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Southport Reporter

Edition No. 85

Date:- 31 January 2003

 VIP Tickets.... Now the last question!

Last Week So Who will win?

Bigley calls for safer and fairer asylum system

SOUTHPORT'S Conservative Parliamentary spokesman Mark Bigley today called for radical changes to asylum protocol to deliver a safer and fairer system in the interests of the genuine refugee and the British public.

He called on the Government to take action to secure the country’s borders at this time of political tension and set out a series of proposals to improve the asylum system over the long term.

Mark Bigley said:- “It is the first duty of any Government to protect the public. It seems increasingly clear that we no longer know who is walking the streets of our Towns and Cities such as Southport."

“The Government must take immediate action to introduce 24 hour a day monitoring of all ports of entry and should ensure that no person is allowed to walk the streets of Southport until they have been properly vetted by the security services."


He continues:- “We also need a safer and fairer system in the long term, where the genuine refugee is helped and the impostor is not. The next Conservative Government will therefore introduce small ‘one-stop’ accommodation centres for all new arrivals so that their applications can be processed quickly and efficiently.

We will also look again at the international conventions relating to asylum, as it clearly absurd that Britain should have to grant refugee status to people such as Taleban fighters who have recently been trying to kill our own troops”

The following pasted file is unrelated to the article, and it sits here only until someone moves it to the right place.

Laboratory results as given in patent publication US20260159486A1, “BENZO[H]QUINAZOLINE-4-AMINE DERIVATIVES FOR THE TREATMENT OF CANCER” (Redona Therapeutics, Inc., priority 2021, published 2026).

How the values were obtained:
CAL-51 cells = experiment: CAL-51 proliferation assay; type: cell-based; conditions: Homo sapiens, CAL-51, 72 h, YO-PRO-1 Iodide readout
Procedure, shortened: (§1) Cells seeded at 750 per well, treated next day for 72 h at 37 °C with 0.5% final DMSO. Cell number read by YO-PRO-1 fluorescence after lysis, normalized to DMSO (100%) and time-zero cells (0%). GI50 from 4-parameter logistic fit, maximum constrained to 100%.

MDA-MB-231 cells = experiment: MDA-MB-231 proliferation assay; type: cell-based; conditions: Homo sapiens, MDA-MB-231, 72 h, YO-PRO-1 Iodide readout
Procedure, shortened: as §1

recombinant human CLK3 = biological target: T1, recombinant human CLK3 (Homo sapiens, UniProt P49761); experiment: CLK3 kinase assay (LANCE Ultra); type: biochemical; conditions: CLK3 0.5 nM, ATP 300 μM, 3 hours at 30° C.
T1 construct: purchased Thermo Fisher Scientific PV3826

.

Guidance to help employers investigate accidents at work

THE Health and Safety Executive (HSE) will issue new guidance later this year to help employers investigate incidents that cause injuries and ill health in the work place.
The decision to issue the guidance, rather than to recommend legislation 

to require employers to investigate incidents, was taken by the Health and Safety Commission (HSC) at its meeting last month after taking views in response to a wide-ranging consultation exercise.

HSE received 684 responses to the 1998 discussion document ‘A new duty to investigate accidents’ and the 2001 consultative document, ‘Proposals for a new duty to investigate accidents dangerous occurrences and diseases’. This set out proposals to introduce specific legal requirements on employers and others to investigate incidents reportable under the Reporting of Injuries, Diseases and Dangerous Occurrences Regulations 1995 (RIDDOR). 

There was overwhelming support for the principle of using incident investigations to learn lessons and prevent workplace injury and ill health, and a range of views over how that could best be achieved. Research commissioned by HSE into current practice, published in Accident investigation – The drivers, methods and outcomes revealed widespread lack of confidence in carrying out such investigations, and many felt that guidance to address this knowledge gap would be more helpful than a legal duty.

HSC Chair Bill Callaghan said:- "We want people to learn the lessons from work-related incidents with the potential to cause injury and ill health so that they can prevent similar occurrences in the future. We recognise that some employers need help to tackle this issue, so we are preparing a range of guidance material. We will monitor the effectiveness of this guidance closely – and if there is no improvement in incident investigation then we may consider the possibility of recommending new legislation."

In the period between 2001 and 2002, 249 people died and 27,477 more suffered major injury through work activity, while 40.2 million days off work were caused by work-related injury and illness. 

The guidance will come in a range of formats and the first of these will be published later this year. They will include paper and software investigation tools, and basic and more detailed information leaflets.

Report with thanks to the HSE.

Southport Reporter is Trade Mark of Patrick Trollope.   Copyright © Patrick Trollope 2003.